The early frost has brought those last leaves to the end. With multiple frosts now we are moving forward to harvest. Vogel photo

by Scott Banks, Independent Agronomist

As many may have seen, frost has hit most areas in the past week. The earlier frost damage can be seen on the corn and soybean leaves, particularly in low laying and lighter soil areas of several fields. It is yet to be seen how much damage has occurred from the hard frost in the past couple of nights. If the main stalk of the plant is sheltered enough to remain green, grain fill will continue. Most of the area has received a lot of rainfall in the past month, making it a challenge to find the right conditions to apply manure and seed cover crops after the cereal harvest. 


Several livestock farmers have now taken a third cut; with the rain in August, most stands have yielded well for a third cut. For those growers who were able to seed a cover crop in August, there was good growth which could be harvested for more feed this fall.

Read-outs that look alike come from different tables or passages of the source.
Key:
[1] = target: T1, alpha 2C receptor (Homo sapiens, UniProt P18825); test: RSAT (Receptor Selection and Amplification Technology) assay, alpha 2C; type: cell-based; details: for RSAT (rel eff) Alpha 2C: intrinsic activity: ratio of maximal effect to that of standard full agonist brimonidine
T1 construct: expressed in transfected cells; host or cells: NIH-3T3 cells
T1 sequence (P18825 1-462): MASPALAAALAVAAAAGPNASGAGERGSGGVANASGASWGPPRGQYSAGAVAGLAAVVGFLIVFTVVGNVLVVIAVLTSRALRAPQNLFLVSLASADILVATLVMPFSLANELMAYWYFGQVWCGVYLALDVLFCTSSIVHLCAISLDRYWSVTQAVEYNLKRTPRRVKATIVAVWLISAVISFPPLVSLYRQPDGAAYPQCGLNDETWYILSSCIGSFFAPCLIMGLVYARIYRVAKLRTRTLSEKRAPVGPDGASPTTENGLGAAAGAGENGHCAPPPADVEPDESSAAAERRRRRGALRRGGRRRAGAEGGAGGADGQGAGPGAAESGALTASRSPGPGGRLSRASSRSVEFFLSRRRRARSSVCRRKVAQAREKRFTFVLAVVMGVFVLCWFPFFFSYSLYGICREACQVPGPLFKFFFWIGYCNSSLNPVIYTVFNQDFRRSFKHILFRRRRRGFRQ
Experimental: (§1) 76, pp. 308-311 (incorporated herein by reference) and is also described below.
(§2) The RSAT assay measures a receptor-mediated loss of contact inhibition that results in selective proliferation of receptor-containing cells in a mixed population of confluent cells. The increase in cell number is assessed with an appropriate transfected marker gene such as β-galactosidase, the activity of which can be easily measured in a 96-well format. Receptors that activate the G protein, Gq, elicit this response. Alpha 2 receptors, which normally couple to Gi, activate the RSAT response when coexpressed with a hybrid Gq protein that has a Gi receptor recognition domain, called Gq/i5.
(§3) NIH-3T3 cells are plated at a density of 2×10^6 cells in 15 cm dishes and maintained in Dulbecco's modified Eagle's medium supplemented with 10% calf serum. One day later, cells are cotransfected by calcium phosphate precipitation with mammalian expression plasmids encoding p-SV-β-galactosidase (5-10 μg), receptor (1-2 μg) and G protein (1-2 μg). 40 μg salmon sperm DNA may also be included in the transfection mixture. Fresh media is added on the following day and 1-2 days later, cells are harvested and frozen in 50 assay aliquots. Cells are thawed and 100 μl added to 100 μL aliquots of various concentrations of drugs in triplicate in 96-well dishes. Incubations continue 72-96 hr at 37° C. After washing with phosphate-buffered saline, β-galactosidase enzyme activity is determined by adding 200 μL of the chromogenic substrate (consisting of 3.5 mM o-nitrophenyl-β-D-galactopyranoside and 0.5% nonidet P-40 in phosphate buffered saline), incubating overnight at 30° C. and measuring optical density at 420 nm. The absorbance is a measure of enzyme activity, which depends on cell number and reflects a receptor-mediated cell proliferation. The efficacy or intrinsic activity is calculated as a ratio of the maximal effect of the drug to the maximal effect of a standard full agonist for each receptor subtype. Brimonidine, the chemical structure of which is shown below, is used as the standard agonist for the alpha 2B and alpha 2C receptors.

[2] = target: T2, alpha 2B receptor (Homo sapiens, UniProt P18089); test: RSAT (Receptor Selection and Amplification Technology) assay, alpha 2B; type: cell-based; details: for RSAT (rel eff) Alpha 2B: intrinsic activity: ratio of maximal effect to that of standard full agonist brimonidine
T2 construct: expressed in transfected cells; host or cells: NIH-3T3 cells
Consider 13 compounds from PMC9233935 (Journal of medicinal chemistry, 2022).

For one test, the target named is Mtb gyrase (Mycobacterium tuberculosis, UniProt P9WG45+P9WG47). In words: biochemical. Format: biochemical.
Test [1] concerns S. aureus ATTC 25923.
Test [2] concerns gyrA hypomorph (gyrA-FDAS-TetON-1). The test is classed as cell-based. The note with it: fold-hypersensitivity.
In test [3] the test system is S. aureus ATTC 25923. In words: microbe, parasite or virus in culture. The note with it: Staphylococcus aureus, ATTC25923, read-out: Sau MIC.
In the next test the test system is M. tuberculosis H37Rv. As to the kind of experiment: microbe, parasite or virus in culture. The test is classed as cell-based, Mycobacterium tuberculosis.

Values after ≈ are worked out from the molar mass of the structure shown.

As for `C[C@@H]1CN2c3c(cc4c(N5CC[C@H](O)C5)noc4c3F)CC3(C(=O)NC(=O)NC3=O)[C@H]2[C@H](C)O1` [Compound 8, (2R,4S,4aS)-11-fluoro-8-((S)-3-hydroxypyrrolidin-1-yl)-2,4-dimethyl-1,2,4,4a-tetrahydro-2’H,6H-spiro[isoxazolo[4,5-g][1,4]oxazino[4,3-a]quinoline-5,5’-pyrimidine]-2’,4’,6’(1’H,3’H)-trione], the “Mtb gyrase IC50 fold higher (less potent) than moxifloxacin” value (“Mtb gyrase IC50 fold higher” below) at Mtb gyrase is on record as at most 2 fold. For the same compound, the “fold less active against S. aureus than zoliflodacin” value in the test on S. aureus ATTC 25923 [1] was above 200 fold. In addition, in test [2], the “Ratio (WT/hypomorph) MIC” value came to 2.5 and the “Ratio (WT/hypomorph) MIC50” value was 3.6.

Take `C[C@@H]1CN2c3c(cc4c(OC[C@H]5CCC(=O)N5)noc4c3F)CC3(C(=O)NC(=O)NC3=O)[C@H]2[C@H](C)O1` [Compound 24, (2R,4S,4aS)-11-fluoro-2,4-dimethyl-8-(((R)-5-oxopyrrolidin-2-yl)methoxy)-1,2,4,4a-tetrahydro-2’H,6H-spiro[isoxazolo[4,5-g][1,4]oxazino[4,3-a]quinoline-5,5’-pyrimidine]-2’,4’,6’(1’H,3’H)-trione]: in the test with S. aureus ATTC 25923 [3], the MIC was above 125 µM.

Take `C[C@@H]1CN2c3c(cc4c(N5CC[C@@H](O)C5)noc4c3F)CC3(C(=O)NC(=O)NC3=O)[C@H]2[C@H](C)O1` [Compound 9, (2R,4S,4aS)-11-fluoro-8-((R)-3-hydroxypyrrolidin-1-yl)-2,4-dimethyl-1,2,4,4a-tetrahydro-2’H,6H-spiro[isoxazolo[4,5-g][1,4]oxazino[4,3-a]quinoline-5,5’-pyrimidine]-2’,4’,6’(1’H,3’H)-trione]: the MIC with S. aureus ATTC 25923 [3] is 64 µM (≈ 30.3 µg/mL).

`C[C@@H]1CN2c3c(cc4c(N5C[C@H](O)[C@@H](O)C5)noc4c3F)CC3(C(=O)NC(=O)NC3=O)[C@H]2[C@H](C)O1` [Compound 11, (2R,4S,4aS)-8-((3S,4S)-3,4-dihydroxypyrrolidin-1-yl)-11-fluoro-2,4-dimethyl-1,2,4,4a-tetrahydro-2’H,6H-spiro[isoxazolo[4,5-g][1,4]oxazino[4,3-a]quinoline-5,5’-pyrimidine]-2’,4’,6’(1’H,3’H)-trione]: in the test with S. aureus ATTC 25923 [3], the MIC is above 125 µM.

Harvest has wrapped up. Overall, yields were very disappointing due to the long drought stress in June and July during the grain filling period. To date, only a few acres of winter wheat have been planted. For more information about winter wheat varieties selection, the 2020 Winter Wheat Variety Performance Report is now available at Note, Agricorp planting deadlines for crop insurance coverage in the northwest of the area is Oct. 8, 2020 and Oct. 17, 2020 for most of the area south of Ottawa. For the date, for your specific area see: and search for  planting deadlines for fall-seeded grains and oilseeds. Growers not seeding winter wheat acres this fall, should notify Agricorp.


Only a few acres of soybeans have been harvested to date. The hard frost this week will continue to hasten crop senescence.


Corn silage harvest has been in full swing. Variable is the word to describe most fields. Yields have generally depended on the season’s rainfall. Within field stands have also been quite variable in height. Grain fill has generally been good, resulting in better than expected yields overall and good harvest silage quality. It is yet to be seen how much damage has occurred from the hard frost in the past couple of nights. 

For more information about frost damage to corn see: Growers should continue to monitor fields for potential ear mould problems closer to harvest. The annual provincial corn ear mould and mycotoxin survey report will be available in early October at the website.